Posts Tagged ‘living zen’

Recently, I’ve been working on something I’ve been struggling to adapt to all these years: making decisions. It’s been pointed out to me that my problem isn’t so much making decisions, it’s how much it eats away at me to think of all the options that become closed to me by picking just one.

It’s hard to not think of all those other options as fantastic opportunities, and that it’s an incredible loss to be denied them. But practically speaking, decisions mean picking the best options, and accepting that the others, while potentially great, weren’t the best. They aren’t taken from me. I’m just having to pick the best one and own that choice.

That is TOUGH for me. I want to do EVERYTHING ALL THE TIME!!!!!! And I can’t. And I feel less-than for it. That’s how I blew apart in 2013: it was my test on how well I’d learned that lesson, and I kinda failed. But only kinda, because it was the spectacular failure at that which finally taught me that maybe I’m ready to try learning another way.

It’s so easy to look back on one’s life and feel scattered and disappointed because we want all the options. But we can only do one thing at a time, and can only be a limited number of things in a given day. We need to be able to stand up and own our choices. Not to denigrate or discard the ones we hadn’t taken at a given time, especially since they may come up again and be the right choice at another time.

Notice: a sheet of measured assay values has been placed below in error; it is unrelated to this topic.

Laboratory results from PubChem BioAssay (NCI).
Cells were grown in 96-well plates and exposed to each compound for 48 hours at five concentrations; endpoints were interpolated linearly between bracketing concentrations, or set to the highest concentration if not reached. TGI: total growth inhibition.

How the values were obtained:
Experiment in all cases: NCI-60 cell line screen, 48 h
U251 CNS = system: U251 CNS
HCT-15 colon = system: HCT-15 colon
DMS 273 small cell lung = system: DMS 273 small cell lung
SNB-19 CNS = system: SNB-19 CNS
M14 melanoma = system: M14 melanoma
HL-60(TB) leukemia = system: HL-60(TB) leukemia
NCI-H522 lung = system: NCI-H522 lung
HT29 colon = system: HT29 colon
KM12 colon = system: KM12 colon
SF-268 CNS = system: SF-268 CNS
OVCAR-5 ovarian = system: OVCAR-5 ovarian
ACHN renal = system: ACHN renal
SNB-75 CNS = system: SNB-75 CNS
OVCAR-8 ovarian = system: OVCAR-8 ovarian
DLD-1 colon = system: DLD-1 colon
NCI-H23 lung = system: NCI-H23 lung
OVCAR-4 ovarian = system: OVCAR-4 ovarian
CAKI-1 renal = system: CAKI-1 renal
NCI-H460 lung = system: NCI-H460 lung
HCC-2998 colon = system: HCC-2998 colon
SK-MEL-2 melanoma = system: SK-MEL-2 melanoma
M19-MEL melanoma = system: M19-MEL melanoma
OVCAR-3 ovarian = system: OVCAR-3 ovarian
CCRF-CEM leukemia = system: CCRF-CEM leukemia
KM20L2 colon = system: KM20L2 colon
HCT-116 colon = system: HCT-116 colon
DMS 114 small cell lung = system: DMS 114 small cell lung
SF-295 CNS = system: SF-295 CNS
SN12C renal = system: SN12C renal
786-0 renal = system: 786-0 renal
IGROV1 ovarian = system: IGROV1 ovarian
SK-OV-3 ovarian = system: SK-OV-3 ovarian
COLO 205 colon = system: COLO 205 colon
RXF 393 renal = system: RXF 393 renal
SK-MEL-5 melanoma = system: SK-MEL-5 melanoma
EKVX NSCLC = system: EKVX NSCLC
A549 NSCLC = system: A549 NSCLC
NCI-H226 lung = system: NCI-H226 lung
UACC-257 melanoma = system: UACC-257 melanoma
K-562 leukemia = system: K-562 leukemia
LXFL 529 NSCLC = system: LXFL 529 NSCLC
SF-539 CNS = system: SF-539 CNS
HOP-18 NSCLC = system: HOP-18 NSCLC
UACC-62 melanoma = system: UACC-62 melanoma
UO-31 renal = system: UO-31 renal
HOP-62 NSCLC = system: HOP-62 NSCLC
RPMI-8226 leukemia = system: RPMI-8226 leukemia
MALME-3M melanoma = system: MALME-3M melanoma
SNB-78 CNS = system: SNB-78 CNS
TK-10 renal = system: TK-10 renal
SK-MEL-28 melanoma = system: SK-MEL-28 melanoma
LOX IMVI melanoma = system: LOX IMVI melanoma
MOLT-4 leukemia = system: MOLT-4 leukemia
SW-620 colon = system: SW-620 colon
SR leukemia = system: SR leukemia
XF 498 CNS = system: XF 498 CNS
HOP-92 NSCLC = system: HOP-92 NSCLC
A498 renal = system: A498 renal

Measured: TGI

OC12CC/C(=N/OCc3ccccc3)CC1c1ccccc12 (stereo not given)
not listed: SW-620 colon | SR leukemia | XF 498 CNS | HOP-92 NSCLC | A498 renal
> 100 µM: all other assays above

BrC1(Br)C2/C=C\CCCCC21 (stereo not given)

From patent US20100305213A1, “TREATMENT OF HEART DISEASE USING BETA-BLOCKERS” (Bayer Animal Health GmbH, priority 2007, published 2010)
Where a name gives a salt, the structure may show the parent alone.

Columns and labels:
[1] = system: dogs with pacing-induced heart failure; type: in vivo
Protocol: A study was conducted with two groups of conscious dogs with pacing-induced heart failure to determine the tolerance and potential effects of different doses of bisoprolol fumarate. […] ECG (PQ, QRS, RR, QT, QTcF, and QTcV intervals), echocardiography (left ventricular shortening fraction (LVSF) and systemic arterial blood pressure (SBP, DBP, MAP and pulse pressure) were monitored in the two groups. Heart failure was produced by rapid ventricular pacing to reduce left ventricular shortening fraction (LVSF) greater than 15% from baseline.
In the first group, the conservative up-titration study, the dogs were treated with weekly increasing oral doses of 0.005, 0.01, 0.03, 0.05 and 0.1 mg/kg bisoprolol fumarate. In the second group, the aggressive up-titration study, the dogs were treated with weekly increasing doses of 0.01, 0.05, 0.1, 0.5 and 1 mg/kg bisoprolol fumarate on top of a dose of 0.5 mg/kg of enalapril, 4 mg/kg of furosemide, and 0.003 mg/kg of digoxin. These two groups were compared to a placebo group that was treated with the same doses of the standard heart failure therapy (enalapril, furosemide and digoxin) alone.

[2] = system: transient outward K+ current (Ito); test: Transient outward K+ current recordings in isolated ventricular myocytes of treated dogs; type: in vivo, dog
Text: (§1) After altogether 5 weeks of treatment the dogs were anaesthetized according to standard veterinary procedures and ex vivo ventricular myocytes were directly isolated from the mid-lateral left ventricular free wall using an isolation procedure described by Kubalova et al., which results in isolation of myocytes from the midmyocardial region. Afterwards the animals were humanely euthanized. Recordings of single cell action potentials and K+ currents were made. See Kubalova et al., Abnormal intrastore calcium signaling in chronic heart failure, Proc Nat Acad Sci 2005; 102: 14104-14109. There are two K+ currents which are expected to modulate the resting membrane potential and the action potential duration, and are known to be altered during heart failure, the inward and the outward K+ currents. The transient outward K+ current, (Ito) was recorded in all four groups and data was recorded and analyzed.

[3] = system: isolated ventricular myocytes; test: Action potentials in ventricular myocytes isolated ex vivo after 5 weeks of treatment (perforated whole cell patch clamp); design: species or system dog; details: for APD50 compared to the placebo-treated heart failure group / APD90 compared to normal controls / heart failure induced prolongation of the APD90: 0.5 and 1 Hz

But to really be engaged with our life path we have to CHOOSE it. As we walk it well, maybe at a future date that path will change shape into something else. Life changes the path we’re walking anyway, and it does it better and more beneficially if we walk our current path with purpose.

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I was talking the other day about the difference between Hermit Zen versus Living Zen, I think I’ll call them. While the latter is about trying to better live our lives in this world, the former is more about escaping the world entirely. After all, one might say, if the world is such a grand scam of an illusion, the best thing one could do is to ignore it and not get caught up.

That’s all on my mind again, and I truly do understand the draw of Hermit Zen. The idea of chucking it all and going to live in the mountains can be very appealing. So much of the philosophical and mystical texts focus on the ‘unreality’ of our reality that it can get to seeming like there’s no point to any of it. So yeah, I do get where Hermit Zenners come from. Except for the fact that the world remains so very fun and beautiful that it’d be a real shame to waste it.

So I’m more of the approach of Ikkyu, our old wild-spirited zen poet friend. He saw the dangers of getting so wrapped up in the idea of enlightenment that you lose sight of the great, fun-filled life of enjoying enlightenment. See through the fleetingness of it all, yeah, but lifting those gloom-tinted glasses shows me not a graveyard of crumbling dust, but a garden of blooming beauty.

So here’s a poem by Ikkyu about a kind of study meditation I can enjoy…

A Fisherman

Studying texts and stiff meditation can make you lose your Original Mind.
A solitary tune by a fisherman, though, can be an invaluable treasure.
Dusk rain on the river, the moon peeking in and out of the clouds;
Elegant beyond words, he chants his songs night after night.

Ikkyu (1394-1481)

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